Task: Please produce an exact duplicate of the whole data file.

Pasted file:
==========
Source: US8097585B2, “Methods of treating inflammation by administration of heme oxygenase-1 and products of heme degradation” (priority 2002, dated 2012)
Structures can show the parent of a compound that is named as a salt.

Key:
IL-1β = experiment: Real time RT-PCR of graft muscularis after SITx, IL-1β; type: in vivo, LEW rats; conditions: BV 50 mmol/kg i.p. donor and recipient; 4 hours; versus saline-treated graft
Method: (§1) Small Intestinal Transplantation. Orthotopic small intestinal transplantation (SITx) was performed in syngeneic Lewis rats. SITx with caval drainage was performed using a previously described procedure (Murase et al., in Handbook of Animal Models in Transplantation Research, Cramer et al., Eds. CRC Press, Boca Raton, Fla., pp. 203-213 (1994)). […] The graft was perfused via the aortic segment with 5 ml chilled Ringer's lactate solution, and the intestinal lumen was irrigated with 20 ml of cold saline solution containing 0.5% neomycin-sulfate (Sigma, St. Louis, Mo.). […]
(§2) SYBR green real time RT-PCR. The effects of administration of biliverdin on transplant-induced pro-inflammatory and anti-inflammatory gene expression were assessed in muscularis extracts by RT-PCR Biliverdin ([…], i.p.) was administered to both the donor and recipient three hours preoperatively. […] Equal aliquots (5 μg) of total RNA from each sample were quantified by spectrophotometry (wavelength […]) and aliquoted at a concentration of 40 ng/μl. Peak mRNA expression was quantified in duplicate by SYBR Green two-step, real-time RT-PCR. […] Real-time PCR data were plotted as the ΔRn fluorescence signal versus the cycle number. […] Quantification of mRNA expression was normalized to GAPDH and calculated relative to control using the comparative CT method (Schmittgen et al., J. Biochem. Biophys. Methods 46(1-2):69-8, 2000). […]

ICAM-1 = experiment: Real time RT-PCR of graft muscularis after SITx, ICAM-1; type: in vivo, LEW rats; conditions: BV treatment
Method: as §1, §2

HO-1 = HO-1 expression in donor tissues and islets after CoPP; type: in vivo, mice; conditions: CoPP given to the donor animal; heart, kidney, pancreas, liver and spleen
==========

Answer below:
Source: US8097585B2, “Methods of treating inflammation by administration of heme oxygenase-1 and products of heme degradation” (priority 2002, dated 2012)
Structures can show the parent of a compound that is named as a salt.

Key:
IL-1β = experiment: Real time RT-PCR of graft muscularis after SITx, IL-1β; type: in vivo, LEW rats; conditions: BV 50 mmol/kg i.p. donor and recipient; 4 hours; versus saline-treated graft
Method: (§1) Small Intestinal Transplantation. Orthotopic small intestinal transplantation (SITx) was performed in syngeneic Lewis rats. SITx with caval drainage was performed using a previously described procedure (Murase et al., in Handbook of Animal Models in Transplantation Research, Cramer et al., Eds. CRC Press, Boca Raton, Fla., pp. 203-213 (1994)). […] The graft was perfused via the aortic segment with 5 ml chilled Ringer's lactate solution, and the intestinal lumen was irrigated with 20 ml of cold saline solution containing 0.5% neomycin-sulfate (Sigma, St. Louis, Mo.). […]
(§2) SYBR green real time RT-PCR. The effects of administration of biliverdin on transplant-induced pro-inflammatory and anti-inflammatory gene expression were assessed in muscularis extracts by RT-PCR Biliverdin ([…], i.p.) was administered to both the donor and recipient three hours preoperatively. […] Equal aliquots (5 μg) of total RNA from each sample were quantified by spectrophotometry (wavelength […]) and aliquoted at a concentration of 40 ng/μl. Peak mRNA expression was quantified in duplicate by SYBR Green two-step, real-time RT-PCR. […] Real-time PCR data were plotted as the ΔRn fluorescence signal versus the cycle number. […] Quantification of mRNA expression was normalized to GAPDH and calculated relative to control using the comparative CT method (Schmittgen et al., J. Biochem. Biophys. Methods 46(1-2):69-8, 2000). […]

ICAM-1 = experiment: Real time RT-PCR of graft muscularis after SITx, ICAM-1; type: in vivo, LEW rats; conditions: BV treatment
Method: as §1, §2

HO-1 = HO-1 expression in donor tissues and islets after CoPP; type: in vivo, mice; conditions: CoPP given to the donor animal; heart, kidney, pancreas, liver and spleen